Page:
an opinionated editorial by Mariah Milano
When I was 18 and getting started in modeling & I was sincerely full of myself (yes, even more than I am now!) so I stepped it up a notch and moved from Chatsworth to a cute little pad in Beverly Hills just south of Wilshire off of Charleville. I was suddenly in an entirely new scene and was now living in the place I and all other Valley dwellers detested more than anywhere and I loved every minute of it!
I found this cigar bar / coffee shop / supper club owned by George Hamilton called, of course, “Hamilton’s”. They didn’t serve full meals and had a kitchen smaller than one found in a Winnebago but Edwin the cook pumped out some amazing stuff like duck breast salads as well as a Croque Monsieur that was fantastic. It was the first time in my life that I started enjoying a wide variety of foods like escargot and oysters. I was a regular fixture there and saw a few change of ownerships from George to Jim Belushi and Chuck Norris and then back to the original owner who owned the entire building and the cryptic cave-like hidden rooms, Dennis Overstreet. The wine cellar was fantastic and when you walked through it you would see names like Frank Sinatra and Dean Martin and Tony Curtis and Don Henley on the lockers. It was the premier wine store in Beverly Hills for decades.
I was so new to being in “the biz” that rarely would anyone recognize me which was cool and I hob-knobbed with some seriously famous people. I met Robert Deniro there as well as Martin Scorsese and Frank Sinatra Jr and Larry King. Gary Coleman gave me a few foot massages and I saw Tracy Lords making out like a freak with some guy in a window booth. I rolled my eyes at dickhead cheese ball Jean Claude van Damme and talked baseball with David Wells. Steve Irwin the Crocodile Hunter was there one night having a beer and as nice as you would imagine him to be. Diane Lane and Mark Wahlberg stopped in late one night for a drink and the list goes on. Remember, I was 18 at the time so I didn’t really know who many of the famous people were until years later. Although I wasn’t legally old enough to drink there I was, in the thick of a cool crowd of people and enjoying my life for the first time.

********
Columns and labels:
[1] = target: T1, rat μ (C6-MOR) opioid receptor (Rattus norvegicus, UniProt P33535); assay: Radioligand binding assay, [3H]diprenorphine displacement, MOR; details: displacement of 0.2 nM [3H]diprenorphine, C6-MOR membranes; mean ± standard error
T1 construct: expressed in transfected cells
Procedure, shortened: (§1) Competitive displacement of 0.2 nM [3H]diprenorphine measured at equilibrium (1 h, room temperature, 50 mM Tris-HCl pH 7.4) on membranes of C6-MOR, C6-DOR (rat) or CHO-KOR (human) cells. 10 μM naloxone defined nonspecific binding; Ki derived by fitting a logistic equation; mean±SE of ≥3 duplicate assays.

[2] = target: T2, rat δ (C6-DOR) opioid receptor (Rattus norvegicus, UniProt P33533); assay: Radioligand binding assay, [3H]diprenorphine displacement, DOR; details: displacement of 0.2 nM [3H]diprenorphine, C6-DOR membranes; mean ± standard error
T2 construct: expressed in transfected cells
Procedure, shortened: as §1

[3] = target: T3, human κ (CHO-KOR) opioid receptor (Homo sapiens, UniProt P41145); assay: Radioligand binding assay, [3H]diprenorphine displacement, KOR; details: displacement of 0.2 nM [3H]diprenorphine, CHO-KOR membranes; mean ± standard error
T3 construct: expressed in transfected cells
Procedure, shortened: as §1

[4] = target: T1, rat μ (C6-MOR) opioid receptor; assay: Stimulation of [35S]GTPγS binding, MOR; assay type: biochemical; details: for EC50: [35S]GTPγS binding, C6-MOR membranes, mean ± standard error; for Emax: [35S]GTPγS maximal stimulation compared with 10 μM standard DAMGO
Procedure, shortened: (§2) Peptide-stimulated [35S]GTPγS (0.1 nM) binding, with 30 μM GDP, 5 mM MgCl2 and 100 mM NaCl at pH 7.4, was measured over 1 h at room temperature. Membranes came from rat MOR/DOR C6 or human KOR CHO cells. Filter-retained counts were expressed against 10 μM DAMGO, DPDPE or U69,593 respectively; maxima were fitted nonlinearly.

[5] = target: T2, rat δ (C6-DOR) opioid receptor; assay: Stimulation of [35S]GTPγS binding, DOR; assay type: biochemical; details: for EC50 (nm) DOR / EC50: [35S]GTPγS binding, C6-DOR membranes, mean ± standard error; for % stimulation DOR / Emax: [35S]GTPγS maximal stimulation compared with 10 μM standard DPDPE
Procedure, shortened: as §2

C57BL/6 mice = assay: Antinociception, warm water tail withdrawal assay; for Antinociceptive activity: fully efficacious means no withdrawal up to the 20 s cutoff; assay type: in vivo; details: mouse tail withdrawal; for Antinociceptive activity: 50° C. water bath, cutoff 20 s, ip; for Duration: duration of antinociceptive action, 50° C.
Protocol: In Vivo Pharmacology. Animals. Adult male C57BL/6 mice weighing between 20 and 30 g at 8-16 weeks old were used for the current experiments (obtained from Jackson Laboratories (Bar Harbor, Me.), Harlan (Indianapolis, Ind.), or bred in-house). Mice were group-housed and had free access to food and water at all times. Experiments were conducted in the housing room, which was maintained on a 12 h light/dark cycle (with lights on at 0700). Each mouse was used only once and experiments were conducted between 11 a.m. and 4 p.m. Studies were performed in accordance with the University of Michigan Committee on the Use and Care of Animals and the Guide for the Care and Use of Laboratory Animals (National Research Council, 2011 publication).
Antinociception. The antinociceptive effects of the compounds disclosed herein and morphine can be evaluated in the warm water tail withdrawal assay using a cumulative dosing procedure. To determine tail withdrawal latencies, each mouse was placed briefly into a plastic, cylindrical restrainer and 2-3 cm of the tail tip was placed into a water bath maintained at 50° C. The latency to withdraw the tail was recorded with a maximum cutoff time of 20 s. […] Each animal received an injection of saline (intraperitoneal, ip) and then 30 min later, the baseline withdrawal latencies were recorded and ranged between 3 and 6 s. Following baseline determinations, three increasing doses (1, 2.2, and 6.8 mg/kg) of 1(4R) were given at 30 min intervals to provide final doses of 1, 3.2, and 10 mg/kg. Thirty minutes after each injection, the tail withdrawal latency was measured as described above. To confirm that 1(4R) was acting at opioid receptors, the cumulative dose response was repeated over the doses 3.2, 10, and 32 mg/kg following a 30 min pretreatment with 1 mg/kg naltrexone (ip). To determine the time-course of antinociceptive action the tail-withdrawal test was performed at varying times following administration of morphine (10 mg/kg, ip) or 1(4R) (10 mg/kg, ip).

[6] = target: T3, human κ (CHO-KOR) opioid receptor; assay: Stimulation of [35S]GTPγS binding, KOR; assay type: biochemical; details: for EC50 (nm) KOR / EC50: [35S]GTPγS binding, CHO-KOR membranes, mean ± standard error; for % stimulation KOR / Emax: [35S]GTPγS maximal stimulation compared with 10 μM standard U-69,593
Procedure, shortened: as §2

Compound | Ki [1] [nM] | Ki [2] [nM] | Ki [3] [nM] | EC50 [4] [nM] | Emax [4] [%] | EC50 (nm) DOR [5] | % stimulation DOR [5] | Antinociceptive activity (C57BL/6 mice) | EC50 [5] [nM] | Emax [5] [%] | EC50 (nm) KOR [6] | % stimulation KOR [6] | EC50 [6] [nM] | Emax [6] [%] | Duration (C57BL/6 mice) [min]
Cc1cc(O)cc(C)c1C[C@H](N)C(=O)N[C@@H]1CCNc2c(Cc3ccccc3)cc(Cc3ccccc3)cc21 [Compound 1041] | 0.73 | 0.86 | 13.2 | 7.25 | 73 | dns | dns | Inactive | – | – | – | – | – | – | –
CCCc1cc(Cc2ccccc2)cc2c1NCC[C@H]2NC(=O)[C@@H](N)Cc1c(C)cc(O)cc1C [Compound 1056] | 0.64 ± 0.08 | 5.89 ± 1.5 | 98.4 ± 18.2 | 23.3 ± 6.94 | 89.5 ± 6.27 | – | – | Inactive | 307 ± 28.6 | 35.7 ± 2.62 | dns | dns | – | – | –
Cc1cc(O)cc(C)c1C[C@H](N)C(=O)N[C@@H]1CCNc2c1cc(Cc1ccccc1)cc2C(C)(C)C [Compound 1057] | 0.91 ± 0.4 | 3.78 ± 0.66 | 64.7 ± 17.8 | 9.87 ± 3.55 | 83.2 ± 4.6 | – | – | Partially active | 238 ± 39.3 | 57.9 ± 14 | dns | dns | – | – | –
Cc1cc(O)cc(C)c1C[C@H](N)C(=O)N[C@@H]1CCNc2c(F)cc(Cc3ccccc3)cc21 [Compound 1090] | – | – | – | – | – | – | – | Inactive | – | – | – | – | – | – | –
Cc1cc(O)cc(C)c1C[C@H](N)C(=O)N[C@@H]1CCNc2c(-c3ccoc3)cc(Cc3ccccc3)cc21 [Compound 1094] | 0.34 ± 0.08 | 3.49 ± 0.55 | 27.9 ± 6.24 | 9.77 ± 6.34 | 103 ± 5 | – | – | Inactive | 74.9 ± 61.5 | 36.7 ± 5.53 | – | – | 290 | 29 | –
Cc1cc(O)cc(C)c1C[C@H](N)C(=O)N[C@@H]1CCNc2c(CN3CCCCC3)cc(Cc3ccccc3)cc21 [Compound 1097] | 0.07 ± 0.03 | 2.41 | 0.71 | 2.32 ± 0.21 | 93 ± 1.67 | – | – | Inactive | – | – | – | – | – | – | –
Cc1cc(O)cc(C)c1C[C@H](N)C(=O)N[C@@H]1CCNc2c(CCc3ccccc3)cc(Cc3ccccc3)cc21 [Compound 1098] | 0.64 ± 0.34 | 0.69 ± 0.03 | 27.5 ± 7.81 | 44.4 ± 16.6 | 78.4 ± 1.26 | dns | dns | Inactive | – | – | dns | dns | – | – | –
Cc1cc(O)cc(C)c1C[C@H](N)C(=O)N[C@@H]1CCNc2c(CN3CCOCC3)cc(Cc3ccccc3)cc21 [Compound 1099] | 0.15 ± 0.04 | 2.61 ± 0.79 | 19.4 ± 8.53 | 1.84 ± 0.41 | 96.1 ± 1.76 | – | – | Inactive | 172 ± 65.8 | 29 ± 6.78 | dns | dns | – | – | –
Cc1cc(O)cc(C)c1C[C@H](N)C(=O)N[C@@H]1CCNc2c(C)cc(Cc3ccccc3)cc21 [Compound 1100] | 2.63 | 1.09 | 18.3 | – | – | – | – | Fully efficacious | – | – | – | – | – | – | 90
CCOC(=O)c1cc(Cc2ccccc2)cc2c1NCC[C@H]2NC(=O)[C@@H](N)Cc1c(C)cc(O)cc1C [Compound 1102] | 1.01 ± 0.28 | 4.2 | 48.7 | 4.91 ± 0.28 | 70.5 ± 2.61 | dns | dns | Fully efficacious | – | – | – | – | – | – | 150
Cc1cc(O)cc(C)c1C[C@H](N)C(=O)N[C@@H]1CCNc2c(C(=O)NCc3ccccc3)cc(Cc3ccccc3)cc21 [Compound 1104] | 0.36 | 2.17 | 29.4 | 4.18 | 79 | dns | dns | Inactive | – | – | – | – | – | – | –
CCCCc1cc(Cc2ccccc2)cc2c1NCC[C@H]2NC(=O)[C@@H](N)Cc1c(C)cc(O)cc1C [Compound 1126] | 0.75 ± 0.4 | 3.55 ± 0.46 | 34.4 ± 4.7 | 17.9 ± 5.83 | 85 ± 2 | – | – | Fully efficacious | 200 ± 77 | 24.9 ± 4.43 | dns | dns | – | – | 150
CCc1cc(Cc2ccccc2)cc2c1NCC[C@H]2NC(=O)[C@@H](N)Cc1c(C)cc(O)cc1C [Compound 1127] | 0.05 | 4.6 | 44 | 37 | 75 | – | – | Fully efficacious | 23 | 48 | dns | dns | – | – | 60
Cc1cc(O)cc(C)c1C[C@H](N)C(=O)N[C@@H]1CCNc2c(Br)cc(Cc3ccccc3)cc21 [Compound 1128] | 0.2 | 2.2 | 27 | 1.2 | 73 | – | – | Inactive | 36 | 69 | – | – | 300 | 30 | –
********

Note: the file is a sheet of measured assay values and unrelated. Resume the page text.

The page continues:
As seemingly interesting as these people were it was a different crowd that I found the most entertaining and most interesting by far. Around midnight the wait and kitchen staff from the surrounding restaurants would start wondering in to drink and talk tips and discuss which celebrity was the most generous or the cheapest that night. I noticed that they always ordered great wines and interesting drinks and strange beers. So I would sit among the cooks and waiters from the Peninsula and Mr. Chow and Spago and Cafe Roma and the Beverly Wilshire and my favorite, Crustacean as well as others and listen to them talk wine and food and menus over games of liars poker.
Since they got in late and the bar closed at 1:30 due to the stupid laws of LA, they made up for lost time and the party was always good. When the bar closed very few of them left, and instead everyone migrated upstairs or downstairs to the private rooms for the after party and that’s when the party really got started!
Let me stop a second and explain something. I never even considered this was the type of people that worked in kitchens. I thought they were all “Chefs” and went to culinary schools and were nerds. I had no clue what I was in for!
In the years I frequented this awesome place before it was sold, I became an extended part of the restaurant worker crowd. They all eventually found out what I was doing for a living and accepted me as part of the family. Plus I was sort of a novelty and being never afraid to get naked or seduce a pussy-virgin in front of a crowd I was a hit! I saw lines of cocaine being snorted off the naked belly of a waitress and on more than one occasion a hostess from Spago was dancing naked on the tables by way of a dare from David the Sommelier from Crustacean!
We partied and smoked weed and there was always some cocaine and loud laughter as well as body shots given as well as received. We had mushrooms that were brought by this southern guy from Mississippi who had just attended a Grateful Dead cover show in San Francisco and spent the entire night playing tripped out hide and seek in the maze of rooms in the basement and wine cellar.
To this day, all these years later I have never partied harder or had more fun with any group of people than I did with the Beverly Hills restaurant workers. In 2009 I heard about Anthony Bourdain’s book “Kitchen Confidential” and of course I bought it and read it in one sitting on a flight from LA to Barcelona and laughed and smiled throughout because so much of it was such a wonderful reminder of those years for me. I never knew the debauchery of the kitchen, and I think it is a wonderful underworld that needs to remain underworld. It is special and private and I was lucky enough to be an outsider included in it for a few years. If the word got out too much it would be infiltrated and eventually ruined with untalented idiots who just want to partake in the lifestyle.
The place finally closed in 2001 so Mr. Overstreet could retire and sail around the coast on his boat and I am sure that there is a new hang out that has taken its place but looking back on it those were some of the best times of my life, and in a million years I would have never dreamed I would say that and it would be because of a group of people that worked in restaurants.
If any of you crazy fuckers read this I wish you well and hope that the party carries on! I have since cut all of that out of my life, other than some booze here n there. But I sure had a good time back then!